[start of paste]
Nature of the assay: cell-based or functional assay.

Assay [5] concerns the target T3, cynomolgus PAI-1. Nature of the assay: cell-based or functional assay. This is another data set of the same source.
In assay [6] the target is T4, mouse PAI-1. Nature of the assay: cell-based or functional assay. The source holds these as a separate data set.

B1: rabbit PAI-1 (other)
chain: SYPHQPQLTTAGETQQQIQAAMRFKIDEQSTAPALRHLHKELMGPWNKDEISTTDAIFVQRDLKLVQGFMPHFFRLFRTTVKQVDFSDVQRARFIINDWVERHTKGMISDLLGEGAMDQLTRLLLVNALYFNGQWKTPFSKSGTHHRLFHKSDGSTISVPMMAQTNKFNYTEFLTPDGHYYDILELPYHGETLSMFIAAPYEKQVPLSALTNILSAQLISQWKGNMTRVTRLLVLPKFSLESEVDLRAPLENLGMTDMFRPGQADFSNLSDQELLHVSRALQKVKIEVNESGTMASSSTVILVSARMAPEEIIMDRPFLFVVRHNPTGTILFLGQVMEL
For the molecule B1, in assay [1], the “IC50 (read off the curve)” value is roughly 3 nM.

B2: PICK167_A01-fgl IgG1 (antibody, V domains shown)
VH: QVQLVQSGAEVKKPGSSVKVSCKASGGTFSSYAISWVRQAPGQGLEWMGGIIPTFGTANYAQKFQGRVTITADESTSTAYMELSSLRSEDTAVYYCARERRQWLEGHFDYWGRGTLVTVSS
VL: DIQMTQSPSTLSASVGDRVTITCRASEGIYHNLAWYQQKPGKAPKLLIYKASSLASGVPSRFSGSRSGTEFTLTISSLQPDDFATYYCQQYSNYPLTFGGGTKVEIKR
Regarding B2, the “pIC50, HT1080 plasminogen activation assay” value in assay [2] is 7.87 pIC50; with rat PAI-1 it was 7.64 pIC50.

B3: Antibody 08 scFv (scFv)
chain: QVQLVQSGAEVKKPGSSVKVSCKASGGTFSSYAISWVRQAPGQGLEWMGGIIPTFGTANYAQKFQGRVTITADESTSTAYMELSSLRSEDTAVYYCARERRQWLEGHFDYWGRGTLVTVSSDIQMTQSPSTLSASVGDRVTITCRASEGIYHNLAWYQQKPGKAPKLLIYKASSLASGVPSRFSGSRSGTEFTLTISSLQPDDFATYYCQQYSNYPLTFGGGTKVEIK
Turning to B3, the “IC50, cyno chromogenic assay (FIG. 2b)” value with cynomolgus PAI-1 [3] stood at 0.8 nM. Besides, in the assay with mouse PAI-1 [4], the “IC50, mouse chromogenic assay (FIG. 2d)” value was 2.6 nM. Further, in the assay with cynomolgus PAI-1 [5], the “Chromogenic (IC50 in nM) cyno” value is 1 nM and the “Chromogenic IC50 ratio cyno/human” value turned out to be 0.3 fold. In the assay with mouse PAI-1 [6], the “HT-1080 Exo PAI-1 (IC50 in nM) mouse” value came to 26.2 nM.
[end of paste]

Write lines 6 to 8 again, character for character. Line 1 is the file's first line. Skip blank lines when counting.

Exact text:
For the molecule B1, in assay [1], the “IC50 (read off the curve)” value is roughly 3 nM.

B2: PICK167_A01-fgl IgG1 (antibody, V domains shown)
VH: QVQLVQSGAEVKKPGSSVKVSCKASGGTFSSYAISWVRQAPGQGLEWMGGIIPTFGTANYAQKFQGRVTITADESTSTAYMELSSLRSEDTAVYYCARERRQWLEGHFDYWGRGTLVTVSS